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Team Trust


Trust is the cornerstone for any healthy relationship. Without trust, how do you collaborate, whether that be on winning a game, successfully meeting business expectations, or building a family and life together?

As a coach working with business managers and leaders at all organizational levels, I often find that a lack of trust is top of mind. However, these same clients don’t have any idea on how to build, or restore, the trust needed for success. Sometimes, the lack of trust is downward to the people who work for them. Sometimes it is upward; people don’t trust their manager. The lack of trust can be peer-to-peer within an operating unit, or it can be across units.


There may be a lack of trust of frontline workers, of C-suite executives, or anywhere in between. For businesses to be successful, teams need to have trust within themselves as well as across what General Stanley McChrystal refers to as the “team of teams.” Anyplace that trust does not exist within a team or between one team and another in an organization, the ability for the organization to successfully function is jeopardized. Because it is neuroscience based, Judith E. Glaser’s T.R.U.S.T. model is an ideal framework for building and sustaining the trust teams need inside themselves as well as with others.

Transparency is critical to trust. Humans are curious; our brains are wired for protection. If there are questions that go unanswered, our tendency is to make up the answers. As managers and leaders, this means being transparent about what you do and what you don’t know. It means being transparent about what you tried that did work, and what didn’t. It means being transparent about the tough truths (see below) as well as the good news. It also means being transparent about what you need from others. All too often, expectations are implicit until they are not met. Have those conversations that make expectations explicit; refresh those conversations when expectations change.

Relationship between roles is important. What are the expectations of the other in her role? What is she accountable for? What authority does and doesn’t she have? How well does she know these same things about you? However, a relationship built between roles is not enough to build strong trust. Relationship comes from knowing more than the role; it comes from knowing the person in the role. Who is he? What are his values? What is his life outside of the workplace? What brings him joy? What are his struggles? Relationships between people are infinitely stronger than relationships between roles. Learn to see the work they are doing through the other person’s eyes. Build person-to-person relationships.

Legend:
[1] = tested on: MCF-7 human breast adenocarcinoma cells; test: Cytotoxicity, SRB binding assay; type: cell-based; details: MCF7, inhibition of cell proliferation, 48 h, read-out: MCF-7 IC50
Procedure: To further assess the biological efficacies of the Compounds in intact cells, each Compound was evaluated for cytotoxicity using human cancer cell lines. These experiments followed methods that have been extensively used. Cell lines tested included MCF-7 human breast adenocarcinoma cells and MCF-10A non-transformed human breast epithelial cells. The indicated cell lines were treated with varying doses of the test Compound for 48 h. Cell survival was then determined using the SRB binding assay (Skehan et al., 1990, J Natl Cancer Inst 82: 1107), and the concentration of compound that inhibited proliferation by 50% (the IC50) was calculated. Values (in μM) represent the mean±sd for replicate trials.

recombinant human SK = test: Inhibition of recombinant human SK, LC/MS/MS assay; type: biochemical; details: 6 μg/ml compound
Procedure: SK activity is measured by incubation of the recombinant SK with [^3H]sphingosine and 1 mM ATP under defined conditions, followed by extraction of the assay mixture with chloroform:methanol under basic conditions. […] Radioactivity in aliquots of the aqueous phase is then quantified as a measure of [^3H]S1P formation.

Understanding, truly understanding, comes from deep listening, curiosity, and hearing what is not being said. All too often, we listen to respond. Stop. Listen to understand. Be curious as to what the other is thinking, what they believe (and don’t believe), and why.Suspend judgment. Each of us thinks and acts in ways that make sense to us. Learn what is behind the thoughts and the actions of others. Learn to see and validate the other’s perspective.


Shared Success is easy to assume; it is hard to define. It is not uncommon for teams – especially leadership teams – to spend time wordsmithing their definition of success so that all can agree on the language while knowing that each attributes different meanings to the words. This is not the path to shared success! Shared success is only possible when you are able to work through the challenges that are inherentwhen team members hold different perspectives and arrive at shared meaning.

Truth Telling is easy when the truths are meaningless, unimportant, or positive. Most leaders and team members are good at telling those truths. It is telling the tough truths that is the challenge. Sometimes the tough truth has to be told one-to-one and sometimes to many. Trust is built when you tell those truths with caring and candor. “There will be layoffs” may be candor; it isn’t caring. “Don’t worry; things will work out” may be caring; it isn’t candor. “While we will be laying people off, we will do everything we can to help you successfully transition to a new position elsewhere” is candor and caring.


This model – Transparency, Relationship, Understanding, Shared Success, Truth Telling –can be used a number of different ways. Individual team members might reflect on each of the elements: “What am I doing to be transparent? What might I do differently?” Etc. They may have these conversations with a coach, a peer, or a supervisor. A team coach might watch the team in action, breaking in to coach when any of these elements of trust is being violated or when there is an opportunity to further strengthen it.


As a coach, whenever there is a need to increase trust between individuals, I offer the following as the sole question to be asked. “What can I do to strengthen your trust in me?” If those in this conversation know the T.R.U.S.T. model, it can help move the discussion from one of feelings (e.g., “I just don’t feel like I can trust you.”) to one of actions (“You could be more candid in your feedback about ways in which I can more effectively support you.”).


As Stephen Covey made clear in his seminal book The Seven Habits of Highly Effective People, it takes a long time to build trust and a short time to lose it. Being intentional about applying Judith E. Glaser’s model can accelerate the process of building the trust that teams need. It can also help to short-circuit the possibility of losing it.


Brian Gorman, Professional Certified Coach

Director of Program Development, Quantuvos


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